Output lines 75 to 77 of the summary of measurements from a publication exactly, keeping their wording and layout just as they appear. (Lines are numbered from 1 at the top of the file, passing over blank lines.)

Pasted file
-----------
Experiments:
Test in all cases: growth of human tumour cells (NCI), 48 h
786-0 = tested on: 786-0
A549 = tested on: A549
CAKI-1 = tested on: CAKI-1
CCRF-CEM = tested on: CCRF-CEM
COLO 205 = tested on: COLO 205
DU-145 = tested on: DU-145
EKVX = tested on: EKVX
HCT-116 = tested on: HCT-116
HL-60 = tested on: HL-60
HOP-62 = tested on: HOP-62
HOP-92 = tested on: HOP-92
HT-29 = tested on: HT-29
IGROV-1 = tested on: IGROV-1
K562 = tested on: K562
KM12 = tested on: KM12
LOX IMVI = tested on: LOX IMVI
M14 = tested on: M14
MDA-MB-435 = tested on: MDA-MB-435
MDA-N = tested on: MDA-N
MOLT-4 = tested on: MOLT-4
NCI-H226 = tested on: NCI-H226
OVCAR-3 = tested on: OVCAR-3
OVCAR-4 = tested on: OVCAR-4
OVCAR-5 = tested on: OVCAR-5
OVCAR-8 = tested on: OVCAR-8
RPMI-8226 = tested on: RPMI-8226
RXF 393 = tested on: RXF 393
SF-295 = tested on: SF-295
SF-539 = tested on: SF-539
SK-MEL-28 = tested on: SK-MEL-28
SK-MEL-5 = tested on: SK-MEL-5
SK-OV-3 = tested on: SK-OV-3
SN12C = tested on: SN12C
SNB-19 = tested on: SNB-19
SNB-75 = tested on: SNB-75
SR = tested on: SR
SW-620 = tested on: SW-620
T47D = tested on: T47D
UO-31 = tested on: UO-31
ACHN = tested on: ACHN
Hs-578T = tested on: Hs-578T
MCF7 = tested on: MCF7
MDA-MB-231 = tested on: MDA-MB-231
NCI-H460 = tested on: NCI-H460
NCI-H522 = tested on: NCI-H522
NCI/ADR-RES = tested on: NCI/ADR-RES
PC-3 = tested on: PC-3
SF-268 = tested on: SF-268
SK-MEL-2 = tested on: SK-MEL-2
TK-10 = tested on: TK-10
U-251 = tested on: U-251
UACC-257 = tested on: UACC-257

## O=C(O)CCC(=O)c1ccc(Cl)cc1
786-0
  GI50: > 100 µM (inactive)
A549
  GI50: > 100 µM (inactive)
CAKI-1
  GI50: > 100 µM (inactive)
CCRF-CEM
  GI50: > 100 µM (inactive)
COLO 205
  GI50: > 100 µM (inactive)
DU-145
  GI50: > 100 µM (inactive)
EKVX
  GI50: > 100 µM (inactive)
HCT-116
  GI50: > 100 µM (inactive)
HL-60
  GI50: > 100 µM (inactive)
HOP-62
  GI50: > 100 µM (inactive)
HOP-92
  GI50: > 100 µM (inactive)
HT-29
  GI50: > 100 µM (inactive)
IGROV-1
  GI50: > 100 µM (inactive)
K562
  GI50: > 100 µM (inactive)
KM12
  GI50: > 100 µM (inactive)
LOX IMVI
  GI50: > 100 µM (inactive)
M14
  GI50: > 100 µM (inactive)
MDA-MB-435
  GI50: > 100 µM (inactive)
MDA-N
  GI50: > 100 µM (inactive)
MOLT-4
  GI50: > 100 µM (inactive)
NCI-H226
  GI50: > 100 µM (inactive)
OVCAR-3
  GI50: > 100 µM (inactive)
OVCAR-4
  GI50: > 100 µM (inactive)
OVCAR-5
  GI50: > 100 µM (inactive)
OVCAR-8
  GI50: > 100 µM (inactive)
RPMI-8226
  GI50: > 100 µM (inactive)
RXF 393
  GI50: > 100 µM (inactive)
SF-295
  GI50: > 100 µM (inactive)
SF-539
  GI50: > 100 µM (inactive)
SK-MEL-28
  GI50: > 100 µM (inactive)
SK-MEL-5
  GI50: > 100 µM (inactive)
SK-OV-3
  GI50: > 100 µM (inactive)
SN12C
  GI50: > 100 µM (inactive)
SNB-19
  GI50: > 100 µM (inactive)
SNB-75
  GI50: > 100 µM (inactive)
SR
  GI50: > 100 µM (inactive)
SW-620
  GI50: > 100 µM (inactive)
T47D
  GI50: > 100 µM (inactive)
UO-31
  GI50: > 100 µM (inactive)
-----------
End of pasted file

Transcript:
  GI50: > 100 µM (inactive)
HOP-92
  GI50: > 100 µM (inactive)